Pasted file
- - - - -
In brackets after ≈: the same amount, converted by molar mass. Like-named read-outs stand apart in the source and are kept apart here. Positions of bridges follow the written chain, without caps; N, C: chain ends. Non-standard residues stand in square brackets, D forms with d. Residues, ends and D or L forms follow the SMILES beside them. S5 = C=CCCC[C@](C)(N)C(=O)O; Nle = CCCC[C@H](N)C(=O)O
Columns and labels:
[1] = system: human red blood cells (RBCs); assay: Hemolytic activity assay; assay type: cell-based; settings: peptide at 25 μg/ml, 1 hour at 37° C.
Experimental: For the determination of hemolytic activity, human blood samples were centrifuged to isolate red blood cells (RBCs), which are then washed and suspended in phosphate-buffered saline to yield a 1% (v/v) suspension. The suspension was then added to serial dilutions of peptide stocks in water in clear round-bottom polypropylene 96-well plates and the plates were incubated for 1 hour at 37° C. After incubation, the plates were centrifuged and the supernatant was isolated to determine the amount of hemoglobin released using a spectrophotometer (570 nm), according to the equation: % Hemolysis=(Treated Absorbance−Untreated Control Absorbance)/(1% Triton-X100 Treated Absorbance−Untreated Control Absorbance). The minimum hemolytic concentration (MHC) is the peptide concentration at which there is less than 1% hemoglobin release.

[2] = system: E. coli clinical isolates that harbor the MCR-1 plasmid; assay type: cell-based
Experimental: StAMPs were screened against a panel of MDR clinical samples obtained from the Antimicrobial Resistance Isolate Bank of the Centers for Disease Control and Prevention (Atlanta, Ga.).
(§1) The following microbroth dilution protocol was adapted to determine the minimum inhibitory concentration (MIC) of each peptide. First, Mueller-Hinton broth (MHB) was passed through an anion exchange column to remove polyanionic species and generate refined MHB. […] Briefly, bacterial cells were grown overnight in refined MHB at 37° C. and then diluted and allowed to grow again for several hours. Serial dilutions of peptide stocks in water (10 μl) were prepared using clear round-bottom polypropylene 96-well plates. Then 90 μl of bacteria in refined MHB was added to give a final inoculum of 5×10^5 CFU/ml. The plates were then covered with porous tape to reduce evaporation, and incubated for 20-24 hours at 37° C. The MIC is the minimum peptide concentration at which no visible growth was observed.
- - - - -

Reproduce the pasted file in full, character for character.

In brackets after ≈: the same amount, converted by molar mass. Like-named read-outs stand apart in the source and are kept apart here. Positions of bridges follow the written chain, without caps; N, C: chain ends. Non-standard residues stand in square brackets, D forms with d. Residues, ends and D or L forms follow the SMILES beside them. S5 = C=CCCC[C@](C)(N)C(=O)O; Nle = CCCC[C@H](N)C(=O)O
Columns and labels:
[1] = system: human red blood cells (RBCs); assay: Hemolytic activity assay; assay type: cell-based; settings: peptide at 25 μg/ml, 1 hour at 37° C.
Experimental: For the determination of hemolytic activity, human blood samples were centrifuged to isolate red blood cells (RBCs), which are then washed and suspended in phosphate-buffered saline to yield a 1% (v/v) suspension. The suspension was then added to serial dilutions of peptide stocks in water in clear round-bottom polypropylene 96-well plates and the plates were incubated for 1 hour at 37° C. After incubation, the plates were centrifuged and the supernatant was isolated to determine the amount of hemoglobin released using a spectrophotometer (570 nm), according to the equation: % Hemolysis=(Treated Absorbance−Untreated Control Absorbance)/(1% Triton-X100 Treated Absorbance−Untreated Control Absorbance). The minimum hemolytic concentration (MHC) is the peptide concentration at which there is less than 1% hemoglobin release.

[2] = system: E. coli clinical isolates that harbor the MCR-1 plasmid; assay type: cell-based
Experimental: StAMPs were screened against a panel of MDR clinical samples obtained from the Antimicrobial Resistance Isolate Bank of the Centers for Disease Control and Prevention (Atlanta, Ga.).
(§1) The following microbroth dilution protocol was adapted to determine the minimum inhibitory concentration (MIC) of each peptide. First, Mueller-Hinton broth (MHB) was passed through an anion exchange column to remove polyanionic species and generate refined MHB. […] Briefly, bacterial cells were grown overnight in refined MHB at 37° C. and then diluted and allowed to grow again for several hours. Serial dilutions of peptide stocks in water (10 μl) were prepared using clear round-bottom polypropylene 96-well plates. Then 90 μl of bacteria in refined MHB was added to give a final inoculum of 5×10^5 CFU/ml. The plates were then covered with porous tape to reduce evaporation, and incubated for 20-24 hours at 37° C. The MIC is the minimum peptide concentration at which no visible growth was observed.